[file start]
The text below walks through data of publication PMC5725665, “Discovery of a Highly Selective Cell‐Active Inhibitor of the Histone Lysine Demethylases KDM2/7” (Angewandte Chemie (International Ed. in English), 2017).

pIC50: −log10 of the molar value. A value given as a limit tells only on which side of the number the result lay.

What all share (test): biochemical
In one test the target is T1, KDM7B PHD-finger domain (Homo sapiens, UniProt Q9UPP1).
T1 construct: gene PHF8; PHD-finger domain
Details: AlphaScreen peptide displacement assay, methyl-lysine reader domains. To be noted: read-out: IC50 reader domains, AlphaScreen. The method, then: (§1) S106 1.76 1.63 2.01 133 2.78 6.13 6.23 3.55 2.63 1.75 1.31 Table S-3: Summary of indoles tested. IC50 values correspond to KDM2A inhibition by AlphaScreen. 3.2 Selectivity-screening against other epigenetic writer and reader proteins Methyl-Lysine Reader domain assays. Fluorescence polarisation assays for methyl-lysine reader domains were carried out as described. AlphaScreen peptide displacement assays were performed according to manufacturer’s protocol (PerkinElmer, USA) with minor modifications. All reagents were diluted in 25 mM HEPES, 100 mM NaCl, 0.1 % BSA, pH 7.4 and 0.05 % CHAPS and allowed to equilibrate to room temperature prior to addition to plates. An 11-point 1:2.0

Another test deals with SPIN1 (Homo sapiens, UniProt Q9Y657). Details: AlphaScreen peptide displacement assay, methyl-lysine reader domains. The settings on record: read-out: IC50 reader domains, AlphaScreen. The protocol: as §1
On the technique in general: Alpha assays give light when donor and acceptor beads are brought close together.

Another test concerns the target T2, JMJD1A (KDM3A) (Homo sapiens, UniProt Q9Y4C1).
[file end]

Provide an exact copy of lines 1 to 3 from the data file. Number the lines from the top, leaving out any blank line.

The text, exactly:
The text below walks through data of publication PMC5725665, “Discovery of a Highly Selective Cell‐Active Inhibitor of the Histone Lysine Demethylases KDM2/7” (Angewandte Chemie (International Ed. in English), 2017).

pIC50: −log10 of the molar value. A value given as a limit tells only on which side of the number the result lay.

What all share (test): biochemical